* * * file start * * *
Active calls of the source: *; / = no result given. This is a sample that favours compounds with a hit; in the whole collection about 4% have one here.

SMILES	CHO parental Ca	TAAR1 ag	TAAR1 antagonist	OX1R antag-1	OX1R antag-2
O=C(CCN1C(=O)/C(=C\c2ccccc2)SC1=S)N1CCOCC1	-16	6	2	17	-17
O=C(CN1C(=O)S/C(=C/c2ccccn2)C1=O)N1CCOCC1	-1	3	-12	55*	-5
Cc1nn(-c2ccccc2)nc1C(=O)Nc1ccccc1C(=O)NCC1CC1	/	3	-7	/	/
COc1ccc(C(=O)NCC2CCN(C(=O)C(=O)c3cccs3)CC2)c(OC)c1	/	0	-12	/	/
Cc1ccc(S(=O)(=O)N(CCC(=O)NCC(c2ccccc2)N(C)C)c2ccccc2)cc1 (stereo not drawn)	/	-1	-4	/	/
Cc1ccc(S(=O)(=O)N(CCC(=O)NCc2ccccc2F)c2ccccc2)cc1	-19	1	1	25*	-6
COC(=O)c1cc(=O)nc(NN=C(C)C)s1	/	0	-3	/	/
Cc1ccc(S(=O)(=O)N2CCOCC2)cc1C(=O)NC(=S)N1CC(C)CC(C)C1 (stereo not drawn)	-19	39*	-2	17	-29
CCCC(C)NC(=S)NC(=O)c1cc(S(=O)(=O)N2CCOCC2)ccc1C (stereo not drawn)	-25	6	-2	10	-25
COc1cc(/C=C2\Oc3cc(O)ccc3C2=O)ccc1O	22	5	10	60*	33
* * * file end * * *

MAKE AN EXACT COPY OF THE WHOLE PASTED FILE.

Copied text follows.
Active calls of the source: *; / = no result given. This is a sample that favours compounds with a hit; in the whole collection about 4% have one here.

SMILES	CHO parental Ca	TAAR1 ag	TAAR1 antagonist	OX1R antag-1	OX1R antag-2
O=C(CCN1C(=O)/C(=C\c2ccccc2)SC1=S)N1CCOCC1	-16	6	2	17	-17
O=C(CN1C(=O)S/C(=C/c2ccccn2)C1=O)N1CCOCC1	-1	3	-12	55*	-5
Cc1nn(-c2ccccc2)nc1C(=O)Nc1ccccc1C(=O)NCC1CC1	/	3	-7	/	/
COc1ccc(C(=O)NCC2CCN(C(=O)C(=O)c3cccs3)CC2)c(OC)c1	/	0	-12	/	/
Cc1ccc(S(=O)(=O)N(CCC(=O)NCC(c2ccccc2)N(C)C)c2ccccc2)cc1 (stereo not drawn)	/	-1	-4	/	/
Cc1ccc(S(=O)(=O)N(CCC(=O)NCc2ccccc2F)c2ccccc2)cc1	-19	1	1	25*	-6
COC(=O)c1cc(=O)nc(NN=C(C)C)s1	/	0	-3	/	/
Cc1ccc(S(=O)(=O)N2CCOCC2)cc1C(=O)NC(=S)N1CC(C)CC(C)C1 (stereo not drawn)	-19	39*	-2	17	-29
CCCC(C)NC(=S)NC(=O)c1cc(S(=O)(=O)N2CCOCC2)ccc1C (stereo not drawn)	-25	6	-2	10	-25
COc1cc(/C=C2\Oc3cc(O)ccc3C2=O)ccc1O	22	5	10	60*	33